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A flight of Martha Clara wines. (Credit: Vera Chinese)

Eat Local. Drink Local.”

“Be a locavore and a locapour.”

“If it grows together, it goes together.”

You’ve heard these declarations and rallying cries before. The “local” movement isn’t new anymore. It started with chefs and the locally sourced produce, proteins and other products that they put on their menus and into our mouths. Then, the movement moved beyond food and into wine, but with a bit less success.

Too many North Fork restaurants still only pay local wine lip service – tucking a cheap mediocre bottle or two at the bottom of their lists – which are often filled with worse-but-even-cheaper wines from other parts of the world. Partly, those restaurants are lazy and under-informed. Partly diners aren’t demanding local wines enough.

Why haven’t local wines been embraced the same way as local foods? Even the least-food obsessed person can recognize that a tomato grown organically somewhere like Sang Lee Farm is far superior to the pink cardboard orbs sold at the local supermarket. The Sang Lee tomato will cost more, but it’s markedly better and worth the extra money if you care at all about how a tomato tastes.

It’s less obvious – particularly to the casual wine drinker – why they should buy local wine versus cheap plonk from wherever. Local wines are often seen as more expensive (they are, generally) and because of some pretty bad wines from the 1980s and 1990s, there is a lingering perception that the quality just isn’t there. Overall quality isn’t the issue anymore, even if tasting rooms that operate like bars or dance clubs don’t help that perception.

Everyone chooses the wines they drink for different reasons, but here are five reasons that I choose to drink local wines so often.

1. Hometown Pride
I’m not originally from Long Island, but I’ve lived here nearly 15 years now and have been a serious advocate and lover of Long Island wine for at least a decade. Long Island has this wonderful, thriving wine industry that still feels like it hasn’t come close to reaching its potential. Long Islanders should feel pride about that. I certainly do.

It’s amazing to live here and have this opportunity. Too few people really take advantage of it.

2. Keeping the North Fork Agricultural
There are more than 3,000 acres of land on the East End that are planted with grape vines. I don’t know about you, but I’d much rather drive out on the North Fork and see farms and vineyards in their bucolic glory than see vacation resorts, luxury condos and mansions. That’s already happened to the South Fork – but if buying local wine helps local wineries stay in business so that they don’t close their doors and sell their land to developers. That’s reason enough for me.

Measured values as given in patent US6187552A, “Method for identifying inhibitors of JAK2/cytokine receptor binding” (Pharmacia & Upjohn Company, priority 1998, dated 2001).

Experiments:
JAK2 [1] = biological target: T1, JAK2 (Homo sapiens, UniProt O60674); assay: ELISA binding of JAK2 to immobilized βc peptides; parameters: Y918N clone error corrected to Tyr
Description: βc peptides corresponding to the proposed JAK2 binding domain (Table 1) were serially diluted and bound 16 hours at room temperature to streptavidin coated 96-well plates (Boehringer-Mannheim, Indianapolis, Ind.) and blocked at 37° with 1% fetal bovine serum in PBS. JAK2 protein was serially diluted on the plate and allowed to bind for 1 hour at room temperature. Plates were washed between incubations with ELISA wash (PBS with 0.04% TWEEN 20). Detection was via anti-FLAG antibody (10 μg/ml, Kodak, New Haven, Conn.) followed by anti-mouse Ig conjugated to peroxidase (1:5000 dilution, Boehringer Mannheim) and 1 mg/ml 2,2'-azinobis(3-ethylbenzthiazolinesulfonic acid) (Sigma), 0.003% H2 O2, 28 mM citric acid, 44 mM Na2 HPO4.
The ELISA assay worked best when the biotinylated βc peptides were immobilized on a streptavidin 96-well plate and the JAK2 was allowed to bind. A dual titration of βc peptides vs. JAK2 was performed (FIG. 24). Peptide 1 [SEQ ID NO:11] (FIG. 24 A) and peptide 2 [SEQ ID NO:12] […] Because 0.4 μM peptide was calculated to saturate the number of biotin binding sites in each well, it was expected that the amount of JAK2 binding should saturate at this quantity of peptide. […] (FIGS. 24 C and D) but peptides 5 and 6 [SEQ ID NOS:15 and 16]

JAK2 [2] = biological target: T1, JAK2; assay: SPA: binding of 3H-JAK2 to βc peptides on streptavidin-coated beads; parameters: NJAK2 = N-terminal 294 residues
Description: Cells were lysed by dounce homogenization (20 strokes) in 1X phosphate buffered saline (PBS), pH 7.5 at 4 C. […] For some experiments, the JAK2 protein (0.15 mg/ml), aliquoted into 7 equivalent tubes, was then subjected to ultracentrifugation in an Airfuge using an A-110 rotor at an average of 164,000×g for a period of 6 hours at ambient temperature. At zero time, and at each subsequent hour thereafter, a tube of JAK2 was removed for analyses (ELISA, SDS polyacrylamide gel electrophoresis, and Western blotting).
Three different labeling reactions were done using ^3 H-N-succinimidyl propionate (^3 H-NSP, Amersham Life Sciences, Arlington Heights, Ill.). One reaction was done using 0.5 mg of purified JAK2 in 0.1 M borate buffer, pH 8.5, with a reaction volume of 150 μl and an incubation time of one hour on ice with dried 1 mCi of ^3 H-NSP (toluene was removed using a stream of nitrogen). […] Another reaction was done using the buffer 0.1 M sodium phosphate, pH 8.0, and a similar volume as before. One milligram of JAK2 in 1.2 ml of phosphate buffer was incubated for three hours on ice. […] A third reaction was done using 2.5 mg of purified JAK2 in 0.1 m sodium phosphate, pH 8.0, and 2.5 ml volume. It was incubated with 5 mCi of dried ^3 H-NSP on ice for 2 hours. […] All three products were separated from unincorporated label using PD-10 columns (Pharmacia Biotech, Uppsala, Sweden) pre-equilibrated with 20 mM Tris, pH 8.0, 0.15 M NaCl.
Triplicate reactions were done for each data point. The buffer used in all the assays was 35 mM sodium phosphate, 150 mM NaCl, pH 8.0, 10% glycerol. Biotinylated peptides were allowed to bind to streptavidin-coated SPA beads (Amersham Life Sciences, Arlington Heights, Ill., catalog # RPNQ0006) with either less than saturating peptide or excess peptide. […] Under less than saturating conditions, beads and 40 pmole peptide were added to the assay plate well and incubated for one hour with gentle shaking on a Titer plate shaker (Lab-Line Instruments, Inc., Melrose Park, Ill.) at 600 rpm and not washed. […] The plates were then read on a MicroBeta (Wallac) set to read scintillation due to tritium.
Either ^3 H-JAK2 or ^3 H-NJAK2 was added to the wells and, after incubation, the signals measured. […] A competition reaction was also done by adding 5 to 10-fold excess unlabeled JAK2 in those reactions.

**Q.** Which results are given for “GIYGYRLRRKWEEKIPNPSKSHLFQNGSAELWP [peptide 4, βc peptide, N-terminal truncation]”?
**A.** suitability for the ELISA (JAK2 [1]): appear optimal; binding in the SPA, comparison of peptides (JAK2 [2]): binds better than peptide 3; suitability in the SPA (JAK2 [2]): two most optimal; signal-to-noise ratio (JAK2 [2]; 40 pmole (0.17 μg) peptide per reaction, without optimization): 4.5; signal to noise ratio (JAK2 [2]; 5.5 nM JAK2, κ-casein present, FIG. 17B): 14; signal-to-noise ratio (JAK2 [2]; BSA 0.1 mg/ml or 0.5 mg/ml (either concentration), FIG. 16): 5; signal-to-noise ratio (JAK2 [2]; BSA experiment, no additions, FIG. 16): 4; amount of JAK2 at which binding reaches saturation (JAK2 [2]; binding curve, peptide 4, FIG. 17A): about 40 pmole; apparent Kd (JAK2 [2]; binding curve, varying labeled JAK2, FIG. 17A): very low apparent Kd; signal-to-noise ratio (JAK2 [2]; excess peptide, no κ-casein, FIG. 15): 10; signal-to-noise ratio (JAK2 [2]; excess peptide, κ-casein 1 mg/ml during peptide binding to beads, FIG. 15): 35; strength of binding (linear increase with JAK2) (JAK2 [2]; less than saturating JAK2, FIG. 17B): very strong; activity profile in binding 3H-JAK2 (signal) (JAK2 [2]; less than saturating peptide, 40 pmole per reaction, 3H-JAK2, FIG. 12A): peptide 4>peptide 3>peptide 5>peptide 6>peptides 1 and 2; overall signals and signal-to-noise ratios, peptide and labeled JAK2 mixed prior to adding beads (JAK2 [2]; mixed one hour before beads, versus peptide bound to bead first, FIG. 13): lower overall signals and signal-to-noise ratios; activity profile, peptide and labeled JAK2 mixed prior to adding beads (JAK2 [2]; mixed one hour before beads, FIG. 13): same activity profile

3. Knowing the People Behind the Bottle – And Supporting Them
There was a time not that long ago when there weren’t supermarkets. You bought your milk from a dairy farmer that you knew by name. You bought apples and potatoes from a farmer down the road. You bought beef either directly from the family that raised the cattle or at least from a family owned butcher who would put certain cuts aside for you every week. That’s possible, but is much harder to do these days.

It’s actually easy to turn back the clock when it comes to the wine you drink. Visit any tasting room on Long Island and you’re bound to bump into the owner, see the vineyard manager or even talk to the winemaker as he or she pours you a taste of the latest release.

It’s special to be able to shake the hands of the people who devote their lives to making the wine in your glass. That matters.

4. Trying Before Buying
Maybe you almost never spend more than $15 on a bottle of wine at a wine shop – you don’t want to spend a lot of money on something that you’ve never tasted before. What if you spend $50 or even more and the wine is awful? That’s a horrible feeling.

By visiting and buying wine from local wineries, you can taste more-expensive wines before you buy. How many things do we get to try before we buy these days?

5. Drinking Delicious, Distinctive Wine
The first four reasons matter to me. They all play a part in why I buy and drink so much local wine, but maybe you don’t care about any of them.

You want good wine – and that’s the most important point. Ultimately, no other reason matters if the wine isn’t good.

Luckily, that’s not the case here on Long Island. I’m not saying that all of the wines are great. They aren’t. But Long Island’s best wines are unlike anything else made anywhere else in the world. They are uniquely Long Island. They are distinctive and they can be amazing. Local doesn’t matter if your wine is awful.

Lenn Thompson